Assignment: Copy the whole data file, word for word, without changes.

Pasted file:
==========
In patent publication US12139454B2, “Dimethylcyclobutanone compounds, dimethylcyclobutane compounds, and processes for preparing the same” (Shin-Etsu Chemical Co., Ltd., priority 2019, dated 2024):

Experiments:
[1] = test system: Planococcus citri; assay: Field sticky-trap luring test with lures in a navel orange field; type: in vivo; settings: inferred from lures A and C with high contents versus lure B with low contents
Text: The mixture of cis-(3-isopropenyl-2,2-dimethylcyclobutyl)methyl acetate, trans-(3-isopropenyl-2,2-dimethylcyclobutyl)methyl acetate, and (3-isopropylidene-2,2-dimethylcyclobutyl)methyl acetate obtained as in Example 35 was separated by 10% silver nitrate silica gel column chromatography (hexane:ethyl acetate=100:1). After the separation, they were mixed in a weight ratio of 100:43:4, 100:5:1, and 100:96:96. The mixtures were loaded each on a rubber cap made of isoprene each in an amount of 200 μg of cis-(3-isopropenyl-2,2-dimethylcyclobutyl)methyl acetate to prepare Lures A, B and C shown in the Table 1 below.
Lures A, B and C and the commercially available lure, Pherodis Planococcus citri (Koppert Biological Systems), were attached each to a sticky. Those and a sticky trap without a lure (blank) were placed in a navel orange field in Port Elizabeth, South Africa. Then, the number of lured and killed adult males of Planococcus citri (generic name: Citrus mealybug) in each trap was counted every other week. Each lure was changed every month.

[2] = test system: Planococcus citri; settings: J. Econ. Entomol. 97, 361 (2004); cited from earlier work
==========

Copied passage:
In patent publication US12139454B2, “Dimethylcyclobutanone compounds, dimethylcyclobutane compounds, and processes for preparing the same” (Shin-Etsu Chemical Co., Ltd., priority 2019, dated 2024):

Experiments:
[1] = test system: Planococcus citri; assay: Field sticky-trap luring test with lures in a navel orange field; type: in vivo; settings: inferred from lures A and C with high contents versus lure B with low contents
Text: The mixture of cis-(3-isopropenyl-2,2-dimethylcyclobutyl)methyl acetate, trans-(3-isopropenyl-2,2-dimethylcyclobutyl)methyl acetate, and (3-isopropylidene-2,2-dimethylcyclobutyl)methyl acetate obtained as in Example 35 was separated by 10% silver nitrate silica gel column chromatography (hexane:ethyl acetate=100:1). After the separation, they were mixed in a weight ratio of 100:43:4, 100:5:1, and 100:96:96. The mixtures were loaded each on a rubber cap made of isoprene each in an amount of 200 μg of cis-(3-isopropenyl-2,2-dimethylcyclobutyl)methyl acetate to prepare Lures A, B and C shown in the Table 1 below.
Lures A, B and C and the commercially available lure, Pherodis Planococcus citri (Koppert Biological Systems), were attached each to a sticky. Those and a sticky trap without a lure (blank) were placed in a navel orange field in Port Elizabeth, South Africa. Then, the number of lured and killed adult males of Planococcus citri (generic name: Citrus mealybug) in each trap was counted every other week. Each lure was changed every month.

[2] = test system: Planococcus citri; settings: J. Econ. Entomol. 97, 361 (2004); cited from earlier work